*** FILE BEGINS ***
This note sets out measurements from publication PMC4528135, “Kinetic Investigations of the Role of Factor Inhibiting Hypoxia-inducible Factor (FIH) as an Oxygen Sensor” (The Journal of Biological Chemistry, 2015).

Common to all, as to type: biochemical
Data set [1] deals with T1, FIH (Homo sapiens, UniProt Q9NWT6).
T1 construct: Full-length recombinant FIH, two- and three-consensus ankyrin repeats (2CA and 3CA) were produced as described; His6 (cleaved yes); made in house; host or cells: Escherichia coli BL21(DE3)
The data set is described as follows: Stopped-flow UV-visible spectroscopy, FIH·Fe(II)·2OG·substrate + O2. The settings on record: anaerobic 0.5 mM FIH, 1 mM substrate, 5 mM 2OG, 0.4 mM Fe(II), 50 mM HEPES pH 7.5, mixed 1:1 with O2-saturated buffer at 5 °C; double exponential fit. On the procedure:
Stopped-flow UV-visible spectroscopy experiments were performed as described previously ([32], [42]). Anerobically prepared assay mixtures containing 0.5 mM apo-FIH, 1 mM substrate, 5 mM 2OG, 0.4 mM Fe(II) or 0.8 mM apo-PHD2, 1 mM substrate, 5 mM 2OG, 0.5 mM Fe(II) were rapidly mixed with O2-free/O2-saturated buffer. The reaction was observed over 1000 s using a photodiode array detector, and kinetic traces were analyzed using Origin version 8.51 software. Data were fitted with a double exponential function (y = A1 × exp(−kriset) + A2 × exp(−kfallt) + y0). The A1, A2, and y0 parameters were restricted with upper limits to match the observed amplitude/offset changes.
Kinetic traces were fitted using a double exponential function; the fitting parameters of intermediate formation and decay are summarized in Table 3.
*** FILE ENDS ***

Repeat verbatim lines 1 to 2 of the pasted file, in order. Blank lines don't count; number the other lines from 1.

This note sets out measurements from publication PMC4528135, “Kinetic Investigations of the Role of Factor Inhibiting Hypoxia-inducible Factor (FIH) as an Oxygen Sensor” (The Journal of Biological Chemistry, 2015).

Common to all, as to type: biochemical